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  • bioavailability  (2)
  • 1
    ISSN: 1432-1041
    Keywords: acetylsalicylic acid ; salicylic acid ; dipyridamol ; bioavailability ; kinetics ; rapid- and slow-release formulations
    Source: Springer Online Journal Archives 1860-2000
    Topics: Chemistry and Pharmacology , Medicine
    Notes: Summary Acetylsalicylic acid (ASA) is a strong, irreversible inhibitor of platelet aggregation, but loses this activity following first-pass deacetylation to salicylic acid (SA). In order to compare the bioavailability of unchanged ASA from rapid- and slow-release formulations, the single-dose concentration profiles of ASA and SA were studied in healthy volunteers following intake of two different rapid-release (conventional and effervescent tablets) and three different slow-release (microencapsulated ASA in tablets and in capsules, and enteric-coated tablets) formulations of ASA, and of one slow-release formulation of sodium salicylate. Since anti-platelet therapy with ASA is often combined with dipyridamol, the influence of this drug was also examined. The concentrations of ASA and SA were measured by high-pressure liquid chromatography. While the bioavailability of SA from the 5 ASA formulations was essentially equal and similar to that of the salicylate formulation, the bioavailability and peak concentrations of ASA appeared to be the much greater after rapid-release than after slow-release formulations. Indeed, ASA was only rarely detected in systemic blood following intake of slow-release ASA. Co-administered dipyridamol did not significantly influence the kinetics of ASA or SA. It appears that rapid-release formulations of ASA should be prefered in anti-platelet therapy, either alone or in combination with dipyridamol.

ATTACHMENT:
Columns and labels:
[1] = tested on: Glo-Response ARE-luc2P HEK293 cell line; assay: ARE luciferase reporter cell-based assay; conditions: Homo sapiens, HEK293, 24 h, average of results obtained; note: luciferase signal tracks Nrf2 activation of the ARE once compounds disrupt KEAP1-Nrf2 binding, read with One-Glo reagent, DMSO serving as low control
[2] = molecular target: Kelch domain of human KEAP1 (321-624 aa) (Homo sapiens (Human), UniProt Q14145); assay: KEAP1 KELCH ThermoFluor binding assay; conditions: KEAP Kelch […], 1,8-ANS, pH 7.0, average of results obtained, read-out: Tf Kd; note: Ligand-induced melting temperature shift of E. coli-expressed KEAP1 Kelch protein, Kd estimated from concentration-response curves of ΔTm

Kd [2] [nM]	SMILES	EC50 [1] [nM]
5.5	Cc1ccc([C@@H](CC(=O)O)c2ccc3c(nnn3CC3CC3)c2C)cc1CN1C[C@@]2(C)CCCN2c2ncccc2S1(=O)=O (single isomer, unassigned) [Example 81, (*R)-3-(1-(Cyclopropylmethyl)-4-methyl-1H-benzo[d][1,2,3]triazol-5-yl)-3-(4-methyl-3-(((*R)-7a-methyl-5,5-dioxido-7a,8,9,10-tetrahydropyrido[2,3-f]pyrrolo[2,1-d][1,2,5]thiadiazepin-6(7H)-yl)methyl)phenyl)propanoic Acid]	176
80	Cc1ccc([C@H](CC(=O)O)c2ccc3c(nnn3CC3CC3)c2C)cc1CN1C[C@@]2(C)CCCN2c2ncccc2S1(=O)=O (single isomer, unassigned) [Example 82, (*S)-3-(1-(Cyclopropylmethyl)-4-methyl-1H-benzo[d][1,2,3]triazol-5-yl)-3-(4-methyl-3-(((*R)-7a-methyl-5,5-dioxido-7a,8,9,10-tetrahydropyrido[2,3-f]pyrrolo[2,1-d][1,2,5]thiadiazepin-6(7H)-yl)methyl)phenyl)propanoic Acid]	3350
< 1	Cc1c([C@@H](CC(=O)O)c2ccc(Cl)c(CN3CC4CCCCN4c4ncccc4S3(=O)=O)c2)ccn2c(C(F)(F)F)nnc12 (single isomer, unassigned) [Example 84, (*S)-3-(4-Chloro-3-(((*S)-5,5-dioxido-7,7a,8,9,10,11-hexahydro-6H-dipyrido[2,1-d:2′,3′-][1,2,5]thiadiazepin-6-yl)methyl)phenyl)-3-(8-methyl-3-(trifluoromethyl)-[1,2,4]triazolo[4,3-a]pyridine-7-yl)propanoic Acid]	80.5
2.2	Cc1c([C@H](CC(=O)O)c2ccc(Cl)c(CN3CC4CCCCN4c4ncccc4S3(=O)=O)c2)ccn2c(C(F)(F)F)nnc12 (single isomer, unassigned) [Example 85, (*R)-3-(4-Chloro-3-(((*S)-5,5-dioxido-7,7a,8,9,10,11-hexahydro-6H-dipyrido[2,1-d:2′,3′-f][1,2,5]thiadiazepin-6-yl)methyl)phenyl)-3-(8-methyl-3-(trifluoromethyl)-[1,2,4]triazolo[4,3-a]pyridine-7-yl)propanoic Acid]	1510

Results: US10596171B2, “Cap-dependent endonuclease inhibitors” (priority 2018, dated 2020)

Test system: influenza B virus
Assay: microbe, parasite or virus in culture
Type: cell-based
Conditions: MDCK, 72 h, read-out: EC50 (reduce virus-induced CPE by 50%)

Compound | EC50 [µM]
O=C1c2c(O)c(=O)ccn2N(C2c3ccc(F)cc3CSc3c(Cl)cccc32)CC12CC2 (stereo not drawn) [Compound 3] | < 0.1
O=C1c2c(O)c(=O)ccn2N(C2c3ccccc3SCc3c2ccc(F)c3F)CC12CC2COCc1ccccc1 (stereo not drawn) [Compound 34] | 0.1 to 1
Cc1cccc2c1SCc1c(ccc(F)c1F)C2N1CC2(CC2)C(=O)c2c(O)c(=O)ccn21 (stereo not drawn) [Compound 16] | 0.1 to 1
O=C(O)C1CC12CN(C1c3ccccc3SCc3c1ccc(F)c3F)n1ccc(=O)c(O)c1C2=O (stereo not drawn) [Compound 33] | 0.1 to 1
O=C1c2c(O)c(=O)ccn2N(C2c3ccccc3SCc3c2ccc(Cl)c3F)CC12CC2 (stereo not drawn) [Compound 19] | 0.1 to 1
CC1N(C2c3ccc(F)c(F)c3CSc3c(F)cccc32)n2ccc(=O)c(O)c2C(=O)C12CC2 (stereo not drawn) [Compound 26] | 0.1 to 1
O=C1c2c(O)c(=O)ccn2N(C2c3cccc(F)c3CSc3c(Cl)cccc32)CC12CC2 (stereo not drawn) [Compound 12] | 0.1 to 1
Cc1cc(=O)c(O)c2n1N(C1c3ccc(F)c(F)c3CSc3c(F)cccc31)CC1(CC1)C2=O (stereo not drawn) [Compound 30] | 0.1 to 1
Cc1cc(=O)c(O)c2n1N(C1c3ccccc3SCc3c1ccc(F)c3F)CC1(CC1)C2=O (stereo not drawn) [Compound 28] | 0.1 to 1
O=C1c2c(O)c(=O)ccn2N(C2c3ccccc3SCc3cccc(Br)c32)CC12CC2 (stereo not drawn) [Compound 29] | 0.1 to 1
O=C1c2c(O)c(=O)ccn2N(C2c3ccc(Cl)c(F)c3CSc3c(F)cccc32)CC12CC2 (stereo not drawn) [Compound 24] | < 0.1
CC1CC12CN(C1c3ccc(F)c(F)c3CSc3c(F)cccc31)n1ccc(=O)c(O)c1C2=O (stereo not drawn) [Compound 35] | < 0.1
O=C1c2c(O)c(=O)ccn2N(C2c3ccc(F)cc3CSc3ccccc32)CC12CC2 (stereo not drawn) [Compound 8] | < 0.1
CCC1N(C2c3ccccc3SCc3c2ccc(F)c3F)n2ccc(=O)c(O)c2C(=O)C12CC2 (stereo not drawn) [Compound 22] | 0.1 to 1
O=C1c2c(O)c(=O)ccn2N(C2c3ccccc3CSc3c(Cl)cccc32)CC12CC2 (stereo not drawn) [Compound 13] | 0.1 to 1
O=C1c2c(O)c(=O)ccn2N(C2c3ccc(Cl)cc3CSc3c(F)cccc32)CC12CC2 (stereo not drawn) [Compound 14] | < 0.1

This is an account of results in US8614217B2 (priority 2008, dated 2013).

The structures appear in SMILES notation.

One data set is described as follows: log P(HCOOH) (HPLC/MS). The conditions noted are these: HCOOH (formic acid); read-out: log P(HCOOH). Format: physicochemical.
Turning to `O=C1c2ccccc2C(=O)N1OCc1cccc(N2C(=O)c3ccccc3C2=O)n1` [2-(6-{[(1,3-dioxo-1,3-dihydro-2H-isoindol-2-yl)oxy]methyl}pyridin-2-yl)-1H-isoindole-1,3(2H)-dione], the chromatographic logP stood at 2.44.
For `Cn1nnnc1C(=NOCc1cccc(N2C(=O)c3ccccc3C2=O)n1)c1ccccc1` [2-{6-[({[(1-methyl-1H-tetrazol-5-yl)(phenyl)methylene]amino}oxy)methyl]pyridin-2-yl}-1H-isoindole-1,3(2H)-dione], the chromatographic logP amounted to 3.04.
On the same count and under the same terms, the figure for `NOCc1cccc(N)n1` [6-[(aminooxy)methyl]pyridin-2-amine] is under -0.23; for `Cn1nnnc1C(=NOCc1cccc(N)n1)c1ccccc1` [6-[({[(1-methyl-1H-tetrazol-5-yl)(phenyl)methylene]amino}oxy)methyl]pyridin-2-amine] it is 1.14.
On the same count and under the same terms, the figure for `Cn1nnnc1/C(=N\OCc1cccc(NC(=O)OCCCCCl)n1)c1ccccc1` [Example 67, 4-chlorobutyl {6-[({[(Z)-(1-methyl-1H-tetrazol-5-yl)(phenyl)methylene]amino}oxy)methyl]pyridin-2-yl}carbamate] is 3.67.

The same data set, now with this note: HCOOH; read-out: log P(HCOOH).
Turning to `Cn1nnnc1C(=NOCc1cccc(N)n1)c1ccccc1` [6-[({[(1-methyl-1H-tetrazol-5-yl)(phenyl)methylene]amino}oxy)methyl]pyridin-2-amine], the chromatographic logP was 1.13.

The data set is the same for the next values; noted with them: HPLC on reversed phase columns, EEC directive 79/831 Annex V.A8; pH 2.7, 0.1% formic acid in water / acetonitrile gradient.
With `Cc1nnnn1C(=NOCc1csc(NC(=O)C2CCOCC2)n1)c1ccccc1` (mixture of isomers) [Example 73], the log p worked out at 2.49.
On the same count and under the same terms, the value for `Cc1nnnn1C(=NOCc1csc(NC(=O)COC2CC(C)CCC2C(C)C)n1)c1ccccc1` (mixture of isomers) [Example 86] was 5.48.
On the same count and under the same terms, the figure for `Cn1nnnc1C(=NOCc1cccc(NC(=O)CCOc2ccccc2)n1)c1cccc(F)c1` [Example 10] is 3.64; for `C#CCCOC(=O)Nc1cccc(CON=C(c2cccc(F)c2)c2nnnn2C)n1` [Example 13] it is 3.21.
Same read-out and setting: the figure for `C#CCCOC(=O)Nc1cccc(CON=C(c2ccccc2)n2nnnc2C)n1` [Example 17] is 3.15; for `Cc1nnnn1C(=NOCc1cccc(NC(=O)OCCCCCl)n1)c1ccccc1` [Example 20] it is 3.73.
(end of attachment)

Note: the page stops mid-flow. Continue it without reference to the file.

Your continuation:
Type of Medium: Electronic Resource
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  • 2
    ISSN: 1432-1041
    Keywords: phenytoin ; food-intake ; bioavailability ; pharmacokinetics
    Source: Springer Online Journal Archives 1860-2000
    Topics: Chemistry and Pharmacology , Medicine
    Notes: Summary The influence of food intake on the absorption of phenytoin was examined in eight healthy volunteers, by study of single-dose kinetics following ingestion of phenytoin 300 mg either with a standardized breakfast or on an empty stomach. Blood samples were collected at regular intervals from 0 to 48 h, and serum concentrations of unmetabolized phenytoin were determined by gas chromatography. Serum concentrations of the major metabolite of phenytoin, 4-hydroxyphenytoin, were measured by mass fragmentography. Concurrent intake of food and phenytoin appeared to accelerate absorption of the drug from the formulation used, and the peak concentrations were significantly higher (mean increase 40%) in the postprandial than in the preprandial state. As reflected by the AUC (area under the curve), the amount of drug absorbed was increased during postprandial conditions, although the difference only reached borderline significance. It is suggested that phenytoin should always be taken in a defined relation to meals.
    Type of Medium: Electronic Resource
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